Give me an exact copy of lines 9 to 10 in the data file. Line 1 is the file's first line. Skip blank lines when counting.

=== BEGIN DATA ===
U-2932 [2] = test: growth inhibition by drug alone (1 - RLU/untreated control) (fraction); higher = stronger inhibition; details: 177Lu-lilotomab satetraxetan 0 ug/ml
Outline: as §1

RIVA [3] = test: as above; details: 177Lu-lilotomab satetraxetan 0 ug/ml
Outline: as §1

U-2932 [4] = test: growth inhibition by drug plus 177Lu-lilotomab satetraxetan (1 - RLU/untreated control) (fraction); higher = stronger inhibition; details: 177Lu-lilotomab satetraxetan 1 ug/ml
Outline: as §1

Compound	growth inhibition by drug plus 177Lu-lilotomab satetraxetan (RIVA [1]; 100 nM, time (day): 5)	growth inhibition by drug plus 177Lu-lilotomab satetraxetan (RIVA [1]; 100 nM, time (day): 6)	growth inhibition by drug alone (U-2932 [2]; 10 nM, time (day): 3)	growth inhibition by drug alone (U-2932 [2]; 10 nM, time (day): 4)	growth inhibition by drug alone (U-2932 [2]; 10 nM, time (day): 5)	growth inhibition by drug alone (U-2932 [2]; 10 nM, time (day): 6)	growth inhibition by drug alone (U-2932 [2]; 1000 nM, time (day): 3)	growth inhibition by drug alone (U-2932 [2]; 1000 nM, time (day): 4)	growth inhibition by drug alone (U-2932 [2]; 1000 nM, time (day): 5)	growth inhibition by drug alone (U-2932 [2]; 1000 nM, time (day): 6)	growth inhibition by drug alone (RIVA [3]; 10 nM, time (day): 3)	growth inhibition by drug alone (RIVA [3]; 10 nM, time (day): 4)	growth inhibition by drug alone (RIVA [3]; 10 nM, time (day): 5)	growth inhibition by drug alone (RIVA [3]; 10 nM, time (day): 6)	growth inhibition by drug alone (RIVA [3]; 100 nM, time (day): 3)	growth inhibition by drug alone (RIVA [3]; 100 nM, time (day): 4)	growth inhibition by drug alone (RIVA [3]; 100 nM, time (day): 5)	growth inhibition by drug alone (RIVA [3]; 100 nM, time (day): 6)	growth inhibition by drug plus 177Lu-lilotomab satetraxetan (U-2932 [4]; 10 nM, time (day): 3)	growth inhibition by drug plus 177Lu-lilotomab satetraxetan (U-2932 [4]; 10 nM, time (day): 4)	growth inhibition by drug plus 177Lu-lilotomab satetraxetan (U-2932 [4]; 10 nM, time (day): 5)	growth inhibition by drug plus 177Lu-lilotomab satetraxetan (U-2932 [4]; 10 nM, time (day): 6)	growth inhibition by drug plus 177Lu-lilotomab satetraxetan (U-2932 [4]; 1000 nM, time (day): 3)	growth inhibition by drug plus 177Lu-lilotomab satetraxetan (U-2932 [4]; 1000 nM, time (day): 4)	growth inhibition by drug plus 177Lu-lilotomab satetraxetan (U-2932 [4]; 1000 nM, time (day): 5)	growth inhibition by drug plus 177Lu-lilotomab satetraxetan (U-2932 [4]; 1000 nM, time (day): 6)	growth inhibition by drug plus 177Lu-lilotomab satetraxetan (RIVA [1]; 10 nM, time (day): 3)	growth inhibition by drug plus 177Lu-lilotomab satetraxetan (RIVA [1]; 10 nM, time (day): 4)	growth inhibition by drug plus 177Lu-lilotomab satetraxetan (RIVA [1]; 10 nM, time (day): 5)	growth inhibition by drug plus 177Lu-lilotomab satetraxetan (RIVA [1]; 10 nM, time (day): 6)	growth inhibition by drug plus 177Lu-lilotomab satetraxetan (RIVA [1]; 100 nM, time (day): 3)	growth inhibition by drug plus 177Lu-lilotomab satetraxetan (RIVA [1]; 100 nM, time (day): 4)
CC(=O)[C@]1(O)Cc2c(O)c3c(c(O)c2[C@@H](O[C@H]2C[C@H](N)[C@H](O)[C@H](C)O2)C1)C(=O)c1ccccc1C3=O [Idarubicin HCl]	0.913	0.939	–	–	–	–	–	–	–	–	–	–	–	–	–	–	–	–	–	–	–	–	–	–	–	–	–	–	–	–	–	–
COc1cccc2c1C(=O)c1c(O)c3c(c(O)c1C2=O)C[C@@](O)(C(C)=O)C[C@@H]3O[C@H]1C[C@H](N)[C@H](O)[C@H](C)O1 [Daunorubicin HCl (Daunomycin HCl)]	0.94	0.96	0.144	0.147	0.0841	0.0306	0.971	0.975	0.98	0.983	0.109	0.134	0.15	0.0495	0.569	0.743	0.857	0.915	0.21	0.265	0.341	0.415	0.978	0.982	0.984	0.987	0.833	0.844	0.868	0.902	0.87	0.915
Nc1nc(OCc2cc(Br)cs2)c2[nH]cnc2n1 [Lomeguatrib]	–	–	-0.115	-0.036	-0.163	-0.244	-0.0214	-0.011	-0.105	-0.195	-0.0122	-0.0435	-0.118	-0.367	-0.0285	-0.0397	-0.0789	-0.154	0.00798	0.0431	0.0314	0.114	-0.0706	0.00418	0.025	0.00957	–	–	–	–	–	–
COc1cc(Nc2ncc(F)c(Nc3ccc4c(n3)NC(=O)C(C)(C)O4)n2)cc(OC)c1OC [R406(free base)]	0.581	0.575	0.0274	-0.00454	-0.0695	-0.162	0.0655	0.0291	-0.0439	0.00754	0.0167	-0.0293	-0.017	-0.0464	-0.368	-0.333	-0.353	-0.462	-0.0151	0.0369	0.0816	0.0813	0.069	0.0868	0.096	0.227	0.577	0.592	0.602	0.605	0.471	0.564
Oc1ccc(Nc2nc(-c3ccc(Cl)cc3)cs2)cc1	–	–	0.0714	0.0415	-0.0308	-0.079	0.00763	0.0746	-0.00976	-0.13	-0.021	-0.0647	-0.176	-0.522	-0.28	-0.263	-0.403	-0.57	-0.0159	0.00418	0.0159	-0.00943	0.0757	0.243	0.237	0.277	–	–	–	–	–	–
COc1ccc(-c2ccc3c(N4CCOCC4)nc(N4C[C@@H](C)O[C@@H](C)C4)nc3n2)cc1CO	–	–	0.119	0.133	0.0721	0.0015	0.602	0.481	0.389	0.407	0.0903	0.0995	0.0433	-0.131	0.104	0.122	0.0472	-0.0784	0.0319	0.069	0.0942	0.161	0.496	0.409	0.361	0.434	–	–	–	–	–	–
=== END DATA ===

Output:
COc1cccc2c1C(=O)c1c(O)c3c(c(O)c1C2=O)C[C@@](O)(C(C)=O)C[C@@H]3O[C@H]1C[C@H](N)[C@H](O)[C@H](C)O1 [Daunorubicin HCl (Daunomycin HCl)]	0.94	0.96	0.144	0.147	0.0841	0.0306	0.971	0.975	0.98	0.983	0.109	0.134	0.15	0.0495	0.569	0.743	0.857	0.915	0.21	0.265	0.341	0.415	0.978	0.982	0.984	0.987	0.833	0.844	0.868	0.902	0.87	0.915
Nc1nc(OCc2cc(Br)cs2)c2[nH]cnc2n1 [Lomeguatrib]	–	–	-0.115	-0.036	-0.163	-0.244	-0.0214	-0.011	-0.105	-0.195	-0.0122	-0.0435	-0.118	-0.367	-0.0285	-0.0397	-0.0789	-0.154	0.00798	0.0431	0.0314	0.114	-0.0706	0.00418	0.025	0.00957	–	–	–	–	–	–